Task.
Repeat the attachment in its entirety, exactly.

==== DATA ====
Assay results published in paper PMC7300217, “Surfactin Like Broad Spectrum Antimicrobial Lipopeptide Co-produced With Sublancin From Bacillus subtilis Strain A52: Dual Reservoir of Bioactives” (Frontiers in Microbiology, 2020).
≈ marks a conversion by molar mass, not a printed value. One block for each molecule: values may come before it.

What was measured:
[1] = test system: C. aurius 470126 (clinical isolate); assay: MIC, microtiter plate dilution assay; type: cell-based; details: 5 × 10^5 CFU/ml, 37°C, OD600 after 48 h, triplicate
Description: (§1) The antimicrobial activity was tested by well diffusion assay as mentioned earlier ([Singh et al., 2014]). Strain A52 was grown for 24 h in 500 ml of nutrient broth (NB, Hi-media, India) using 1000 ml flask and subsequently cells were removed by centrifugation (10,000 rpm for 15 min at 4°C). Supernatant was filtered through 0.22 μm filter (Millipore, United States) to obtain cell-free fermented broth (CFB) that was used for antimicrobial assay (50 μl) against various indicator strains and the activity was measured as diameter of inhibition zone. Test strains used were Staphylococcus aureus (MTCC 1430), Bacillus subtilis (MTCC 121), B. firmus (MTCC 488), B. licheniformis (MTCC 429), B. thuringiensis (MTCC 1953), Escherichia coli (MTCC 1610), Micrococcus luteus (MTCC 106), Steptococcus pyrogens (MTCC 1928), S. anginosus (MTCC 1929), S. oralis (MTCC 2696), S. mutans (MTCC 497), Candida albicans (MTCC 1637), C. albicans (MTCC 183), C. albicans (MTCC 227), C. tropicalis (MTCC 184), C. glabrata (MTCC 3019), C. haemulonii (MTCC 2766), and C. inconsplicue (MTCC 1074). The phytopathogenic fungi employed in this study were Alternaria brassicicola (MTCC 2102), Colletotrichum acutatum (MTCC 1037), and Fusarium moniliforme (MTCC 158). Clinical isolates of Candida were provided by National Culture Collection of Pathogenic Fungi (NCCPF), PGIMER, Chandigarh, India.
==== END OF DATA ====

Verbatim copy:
Assay results published in paper PMC7300217, “Surfactin Like Broad Spectrum Antimicrobial Lipopeptide Co-produced With Sublancin From Bacillus subtilis Strain A52: Dual Reservoir of Bioactives” (Frontiers in Microbiology, 2020).
≈ marks a conversion by molar mass, not a printed value. One block for each molecule: values may come before it.

What was measured:
[1] = test system: C. aurius 470126 (clinical isolate); assay: MIC, microtiter plate dilution assay; type: cell-based; details: 5 × 10^5 CFU/ml, 37°C, OD600 after 48 h, triplicate
Description: (§1) The antimicrobial activity was tested by well diffusion assay as mentioned earlier ([Singh et al., 2014]). Strain A52 was grown for 24 h in 500 ml of nutrient broth (NB, Hi-media, India) using 1000 ml flask and subsequently cells were removed by centrifugation (10,000 rpm for 15 min at 4°C). Supernatant was filtered through 0.22 μm filter (Millipore, United States) to obtain cell-free fermented broth (CFB) that was used for antimicrobial assay (50 μl) against various indicator strains and the activity was measured as diameter of inhibition zone. Test strains used were Staphylococcus aureus (MTCC 1430), Bacillus subtilis (MTCC 121), B. firmus (MTCC 488), B. licheniformis (MTCC 429), B. thuringiensis (MTCC 1953), Escherichia coli (MTCC 1610), Micrococcus luteus (MTCC 106), Steptococcus pyrogens (MTCC 1928), S. anginosus (MTCC 1929), S. oralis (MTCC 2696), S. mutans (MTCC 497), Candida albicans (MTCC 1637), C. albicans (MTCC 183), C. albicans (MTCC 227), C. tropicalis (MTCC 184), C. glabrata (MTCC 3019), C. haemulonii (MTCC 2766), and C. inconsplicue (MTCC 1074). The phytopathogenic fungi employed in this study were Alternaria brassicicola (MTCC 2102), Colletotrichum acutatum (MTCC 1037), and Fusarium moniliforme (MTCC 158). Clinical isolates of Candida were provided by National Culture Collection of Pathogenic Fungi (NCCPF), PGIMER, Chandigarh, India.